3. The remaining topic is Slavery. This is becoming a subject of extreme interest in this country. It is moving deeply our religious bodies, entering with great earnestness and with decisive effect into our political contests, and profoundly agitating our national councils. As Christian patriots, we cannot be justified in holding toward it the position or neutrality or indifference. It is not probable that the excitement which has been created will subside without some result of importance to the nation. What course does true patriotism require us to take in regard to it? Let no man content himself with denouncing the excitement as the fruit of fanatical zeal. That cannot be done indiscriminately without casting reproach on not a few of the most excellent and honored of our citizens, and also without disregard to historic truth. This movement in our nation, unhappily as it has proceeded, in too many instances, is referable to a spirit in the age—an invincible spirit, we trust it will prove to be found—which seeks the universal emancipation of man, which should be resolved into the triumph of Christian truth as its remote cause, and which republican America, as having proclaimed to the world the natural equality of mankind, from the beginning of her independence, cannot, without palpable inconsistency, resist. Slavery as a system, should find advocates everywhere throughout the whole earth sooner than in this land of freedom. It should, and we hope soon will be, the universal desire that the institution utterly cease. But what to do in regard to it under existing circumstances—what Christians seeking the country’s good should do, is the question. And it demands for its solution, if any question ever agitated amongst us has done, the guidance of the wisdom which is from above; the wisdom which is pure, peaceable, gentle, easy to be entreated, full of mercy and good fruits, without partiality and without hypocrisy. American slavery, whatever evils it includes or propagates, has law on its side, and that, if we are not to renounce Christianity, is a serious fact, neither to be overlooked nor simply condemned and denounced. Christianity, as taught and exemplified by Christ and his apostles, does not permit its disciples, either individually or in their synods, to resist directly the civil power, except where that power forbids the exercise of true religion; and that authorizing slavery simply does not amount to this, the sacred records themselves attest. They do this constructively, not merely by silence as to the evils of slavery in the Roman empire, where its form was worse that it is with us, but by the kind of instruction with it requires Christian teachers to give in reference to the subject; by injunctions of obedience to Christian slaves; and by exacting for them from their Christian masters, not instant emancipation under all circumstances, but justice and kindness in the exercise of authority. No inference from hence can be drawn to the dishonor of the Gospel, as though it were friendly to the institution of Slavery; but the just observation is, that the Gospel being designed for the reformation of wrong-doing, and not for its condemnation merely, and relying for its success not upon miracles, but persuasion and the blessing of God, would not defeat its own end by provoking the magistrates’ resistance, with no means at hand of staying the devouring sword. The times, it is true, are different, but there is no change with us rendering obsolete or inapplicable the teaching of primitive Christianity on this subject. There is a greater number of the professors of Christianity; its spirit and power in the community are of wider extent; but the State with us holds itself aloof from the Church, and stands as Rome did in defense of Slavery; and we have no want of proof that the tendency of direct aggression upon the object around which its powerful shield is thrown, is to inflame popular and civil indignation.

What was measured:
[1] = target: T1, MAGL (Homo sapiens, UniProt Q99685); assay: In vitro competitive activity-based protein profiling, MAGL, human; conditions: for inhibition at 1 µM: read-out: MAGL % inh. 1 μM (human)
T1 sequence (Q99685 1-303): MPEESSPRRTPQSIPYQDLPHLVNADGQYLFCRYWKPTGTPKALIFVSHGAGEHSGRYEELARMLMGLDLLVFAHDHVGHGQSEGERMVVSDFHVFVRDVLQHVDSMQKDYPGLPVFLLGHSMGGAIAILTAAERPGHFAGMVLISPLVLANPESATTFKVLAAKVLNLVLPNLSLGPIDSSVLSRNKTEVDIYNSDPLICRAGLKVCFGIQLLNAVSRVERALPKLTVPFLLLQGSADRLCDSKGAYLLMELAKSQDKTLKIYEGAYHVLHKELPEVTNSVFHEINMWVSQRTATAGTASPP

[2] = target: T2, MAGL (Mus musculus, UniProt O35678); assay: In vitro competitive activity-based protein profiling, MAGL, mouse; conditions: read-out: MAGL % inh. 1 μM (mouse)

Our wisdom in walking, as to this matter, in the footsteps of the apostles, would appear, from another consideration. If the State interposed no obstacle; if it were convinced of the impolicy of Slavery, and desirous of bringing it to an end, and ready to enter upon prudent and feasible measures for its abolition at once, would there be no obstructions to be surmounted, no provisions against incidental evils to be devised, nothing to be done to prepare the slave population for a condition of independence? Is it not morally certain that abrupt legislation against our slavery, would lead to evils in the country scarcely less, on the whole, than the slavery itself, and in respect to slavery be abortive? How unwise, therefore, that a course should be pursued implicating the laws and slaveholders together in atrocious guilt, for not bringing the system to an end in a day! There should be no question as to the intrinsic and enormous evil of Slavery, as existing in this country; but it is a maxim of wisdom and virtue, that many things which ought not to have been done, are, because they are done, not to be undone. The institution of American Slavery, we hope in God, is not one of these things. It is, doubtless, in one way or another, sooner or later, to be undone. A tide of opinion and feeling is rising against it, which, if things proceed as they are now doing, will at length become too powerful to be resisted. If, however, it be undone, with advantage to the slaves, and without hazard to the peace of the nation, the result must be effected, not by an impetuous driving home of abstract right and truth, but by the meekness of wisdom operating in the indirect, gentle and suasory methods of primitive evangelism. In this age, and especially in this free land, the discussion of the subject should, as it will, be prosecuted; but this should be done thoroughly; the subject should be looked at on all sides; all the difficulties connected with it should be admitted and considered; allowances should be made for circumstances tending to mitigate the country’s responsibility, as having had the evil entailed upon it; and the proceedings in regard to it should be marked by exemplary meekness, taking note of the glaring fact, that the materials and causes for excitement in this affair are peculiarly abundant, both in the actors and those to be acted upon. These, so far as we can see, are the general principles by which our love or country should direct its way in relation to this subject.